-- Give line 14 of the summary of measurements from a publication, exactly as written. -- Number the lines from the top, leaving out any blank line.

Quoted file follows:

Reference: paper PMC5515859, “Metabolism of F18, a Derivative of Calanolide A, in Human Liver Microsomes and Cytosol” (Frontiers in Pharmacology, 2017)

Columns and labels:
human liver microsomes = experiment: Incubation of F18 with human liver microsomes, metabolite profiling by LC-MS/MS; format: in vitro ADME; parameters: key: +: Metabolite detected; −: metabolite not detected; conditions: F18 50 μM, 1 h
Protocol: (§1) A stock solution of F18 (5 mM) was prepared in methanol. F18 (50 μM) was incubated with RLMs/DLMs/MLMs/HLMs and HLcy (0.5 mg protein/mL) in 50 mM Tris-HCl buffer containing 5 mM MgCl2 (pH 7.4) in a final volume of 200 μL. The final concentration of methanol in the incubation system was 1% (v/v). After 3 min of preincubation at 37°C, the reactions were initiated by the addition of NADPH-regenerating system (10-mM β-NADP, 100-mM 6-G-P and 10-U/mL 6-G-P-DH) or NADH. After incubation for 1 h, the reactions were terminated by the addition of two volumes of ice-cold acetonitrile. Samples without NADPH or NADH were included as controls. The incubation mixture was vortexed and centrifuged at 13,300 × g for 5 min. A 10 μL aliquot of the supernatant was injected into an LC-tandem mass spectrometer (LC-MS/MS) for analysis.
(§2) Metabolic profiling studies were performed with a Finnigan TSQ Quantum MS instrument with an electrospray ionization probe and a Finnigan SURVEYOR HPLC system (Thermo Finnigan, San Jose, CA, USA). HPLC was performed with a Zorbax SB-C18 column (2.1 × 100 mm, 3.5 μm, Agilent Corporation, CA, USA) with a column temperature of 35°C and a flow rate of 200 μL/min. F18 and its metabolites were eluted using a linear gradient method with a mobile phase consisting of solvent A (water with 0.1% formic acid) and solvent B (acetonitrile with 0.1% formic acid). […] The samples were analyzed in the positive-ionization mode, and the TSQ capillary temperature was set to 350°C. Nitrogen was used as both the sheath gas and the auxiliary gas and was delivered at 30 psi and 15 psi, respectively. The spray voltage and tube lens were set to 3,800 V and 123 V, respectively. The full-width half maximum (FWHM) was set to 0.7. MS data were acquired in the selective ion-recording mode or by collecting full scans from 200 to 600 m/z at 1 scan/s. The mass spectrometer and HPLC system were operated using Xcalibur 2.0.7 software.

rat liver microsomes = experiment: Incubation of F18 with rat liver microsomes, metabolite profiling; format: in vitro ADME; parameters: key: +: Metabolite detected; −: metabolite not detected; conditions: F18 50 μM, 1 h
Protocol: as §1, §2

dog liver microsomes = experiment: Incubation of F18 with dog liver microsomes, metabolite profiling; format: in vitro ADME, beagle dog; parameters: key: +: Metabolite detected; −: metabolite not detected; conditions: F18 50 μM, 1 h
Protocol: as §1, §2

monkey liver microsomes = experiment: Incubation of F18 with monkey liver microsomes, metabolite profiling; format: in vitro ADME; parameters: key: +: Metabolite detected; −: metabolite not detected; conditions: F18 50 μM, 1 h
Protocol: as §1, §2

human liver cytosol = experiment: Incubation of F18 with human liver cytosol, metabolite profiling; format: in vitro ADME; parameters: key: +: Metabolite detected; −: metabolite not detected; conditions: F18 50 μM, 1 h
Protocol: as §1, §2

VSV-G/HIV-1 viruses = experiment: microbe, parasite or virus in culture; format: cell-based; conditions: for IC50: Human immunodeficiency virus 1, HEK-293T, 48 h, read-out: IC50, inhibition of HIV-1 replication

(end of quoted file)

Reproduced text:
VSV-G/HIV-1 viruses = experiment: microbe, parasite or virus in culture; format: cell-based; conditions: for IC50: Human immunodeficiency virus 1, HEK-293T, 48 h, read-out: IC50, inhibition of HIV-1 replication